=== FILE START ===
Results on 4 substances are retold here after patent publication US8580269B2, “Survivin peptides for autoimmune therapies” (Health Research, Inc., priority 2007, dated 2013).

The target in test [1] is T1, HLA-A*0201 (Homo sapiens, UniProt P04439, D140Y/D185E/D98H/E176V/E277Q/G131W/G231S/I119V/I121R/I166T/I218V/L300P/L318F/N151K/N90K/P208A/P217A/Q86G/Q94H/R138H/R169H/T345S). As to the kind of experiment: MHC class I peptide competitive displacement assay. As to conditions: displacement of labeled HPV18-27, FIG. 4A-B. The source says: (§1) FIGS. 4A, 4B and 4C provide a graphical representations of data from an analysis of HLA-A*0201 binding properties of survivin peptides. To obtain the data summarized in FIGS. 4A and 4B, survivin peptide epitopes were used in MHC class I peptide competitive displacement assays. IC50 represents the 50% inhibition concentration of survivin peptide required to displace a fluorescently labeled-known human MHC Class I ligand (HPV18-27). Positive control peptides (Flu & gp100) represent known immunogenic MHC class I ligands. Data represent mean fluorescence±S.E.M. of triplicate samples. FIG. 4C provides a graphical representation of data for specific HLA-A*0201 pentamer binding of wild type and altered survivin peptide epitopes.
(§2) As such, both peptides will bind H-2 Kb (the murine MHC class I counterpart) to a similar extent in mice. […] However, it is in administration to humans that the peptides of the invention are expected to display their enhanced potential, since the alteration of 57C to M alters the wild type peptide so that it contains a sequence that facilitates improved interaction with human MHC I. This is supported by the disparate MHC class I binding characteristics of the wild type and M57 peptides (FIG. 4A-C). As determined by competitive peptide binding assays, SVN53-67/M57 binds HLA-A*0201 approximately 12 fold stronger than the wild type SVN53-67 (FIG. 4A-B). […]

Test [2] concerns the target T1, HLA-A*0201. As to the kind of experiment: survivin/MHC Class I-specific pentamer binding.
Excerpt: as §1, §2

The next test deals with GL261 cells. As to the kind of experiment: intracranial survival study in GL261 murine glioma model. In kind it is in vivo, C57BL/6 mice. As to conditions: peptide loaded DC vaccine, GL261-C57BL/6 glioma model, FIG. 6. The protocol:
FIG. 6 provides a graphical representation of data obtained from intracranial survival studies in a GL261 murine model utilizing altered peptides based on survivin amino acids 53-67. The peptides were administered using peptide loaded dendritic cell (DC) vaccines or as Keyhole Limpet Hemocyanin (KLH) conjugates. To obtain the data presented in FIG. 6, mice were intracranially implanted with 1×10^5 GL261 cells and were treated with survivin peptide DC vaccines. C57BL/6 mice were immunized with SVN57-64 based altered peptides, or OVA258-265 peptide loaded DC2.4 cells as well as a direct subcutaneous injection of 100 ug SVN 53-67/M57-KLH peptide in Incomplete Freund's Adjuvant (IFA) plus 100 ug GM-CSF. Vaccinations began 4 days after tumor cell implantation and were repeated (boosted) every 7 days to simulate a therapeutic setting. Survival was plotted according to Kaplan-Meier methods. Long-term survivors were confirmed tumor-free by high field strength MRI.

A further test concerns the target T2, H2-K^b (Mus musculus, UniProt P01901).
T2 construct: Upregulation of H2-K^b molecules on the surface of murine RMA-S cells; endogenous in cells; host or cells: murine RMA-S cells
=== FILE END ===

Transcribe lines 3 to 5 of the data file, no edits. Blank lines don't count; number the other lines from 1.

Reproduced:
(§2) As such, both peptides will bind H-2 Kb (the murine MHC class I counterpart) to a similar extent in mice. […] However, it is in administration to humans that the peptides of the invention are expected to display their enhanced potential, since the alteration of 57C to M alters the wild type peptide so that it contains a sequence that facilitates improved interaction with human MHC I. This is supported by the disparate MHC class I binding characteristics of the wild type and M57 peptides (FIG. 4A-C). As determined by competitive peptide binding assays, SVN53-67/M57 binds HLA-A*0201 approximately 12 fold stronger than the wild type SVN53-67 (FIG. 4A-B). […]

Test [2] concerns the target T1, HLA-A*0201. As to the kind of experiment: survivin/MHC Class I-specific pentamer binding.
Excerpt: as §1, §2